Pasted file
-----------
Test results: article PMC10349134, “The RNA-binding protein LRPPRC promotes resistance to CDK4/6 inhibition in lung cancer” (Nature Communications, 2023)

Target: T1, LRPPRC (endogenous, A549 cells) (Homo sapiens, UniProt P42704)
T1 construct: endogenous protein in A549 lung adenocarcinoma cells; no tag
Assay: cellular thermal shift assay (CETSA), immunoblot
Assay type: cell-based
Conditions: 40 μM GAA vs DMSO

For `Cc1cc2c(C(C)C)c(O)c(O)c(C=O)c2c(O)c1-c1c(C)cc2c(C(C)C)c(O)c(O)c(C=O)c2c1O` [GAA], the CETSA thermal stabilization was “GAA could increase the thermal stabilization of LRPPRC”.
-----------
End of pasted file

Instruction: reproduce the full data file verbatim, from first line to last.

Test results: article PMC10349134, “The RNA-binding protein LRPPRC promotes resistance to CDK4/6 inhibition in lung cancer” (Nature Communications, 2023)

Target: T1, LRPPRC (endogenous, A549 cells) (Homo sapiens, UniProt P42704)
T1 construct: endogenous protein in A549 lung adenocarcinoma cells; no tag
Assay: cellular thermal shift assay (CETSA), immunoblot
Assay type: cell-based
Conditions: 40 μM GAA vs DMSO

For `Cc1cc2c(C(C)C)c(O)c(O)c(C=O)c2c(O)c1-c1c(C)cc2c(C(C)C)c(O)c(O)c(C=O)c2c1O` [GAA], the CETSA thermal stabilization was “GAA could increase the thermal stabilization of LRPPRC”.